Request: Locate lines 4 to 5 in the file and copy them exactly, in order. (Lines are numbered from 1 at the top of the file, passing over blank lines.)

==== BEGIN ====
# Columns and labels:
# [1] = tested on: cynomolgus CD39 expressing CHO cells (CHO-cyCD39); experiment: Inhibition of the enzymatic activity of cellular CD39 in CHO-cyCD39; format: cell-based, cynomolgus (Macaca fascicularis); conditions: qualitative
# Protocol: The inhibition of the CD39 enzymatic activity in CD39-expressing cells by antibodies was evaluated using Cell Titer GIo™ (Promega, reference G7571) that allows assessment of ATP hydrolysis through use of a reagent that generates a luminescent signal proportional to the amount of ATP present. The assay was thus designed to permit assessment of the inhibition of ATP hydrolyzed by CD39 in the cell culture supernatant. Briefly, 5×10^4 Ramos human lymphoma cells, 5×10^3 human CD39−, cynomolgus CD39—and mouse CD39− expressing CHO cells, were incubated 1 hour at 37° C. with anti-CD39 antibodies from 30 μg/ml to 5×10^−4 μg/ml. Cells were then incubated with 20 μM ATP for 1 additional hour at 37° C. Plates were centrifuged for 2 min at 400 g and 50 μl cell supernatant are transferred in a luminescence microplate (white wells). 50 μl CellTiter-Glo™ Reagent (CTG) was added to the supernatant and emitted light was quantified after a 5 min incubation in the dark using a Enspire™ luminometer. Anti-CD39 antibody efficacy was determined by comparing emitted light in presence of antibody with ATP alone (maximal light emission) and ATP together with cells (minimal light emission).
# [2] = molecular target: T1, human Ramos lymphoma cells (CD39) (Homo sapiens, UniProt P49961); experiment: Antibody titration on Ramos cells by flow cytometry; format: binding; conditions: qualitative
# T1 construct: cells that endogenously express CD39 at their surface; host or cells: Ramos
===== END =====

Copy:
# [2] = molecular target: T1, human Ramos lymphoma cells (CD39) (Homo sapiens, UniProt P49961); experiment: Antibody titration on Ramos cells by flow cytometry; format: binding; conditions: qualitative
# T1 construct: cells that endogenously express CD39 at their surface; host or cells: Ramos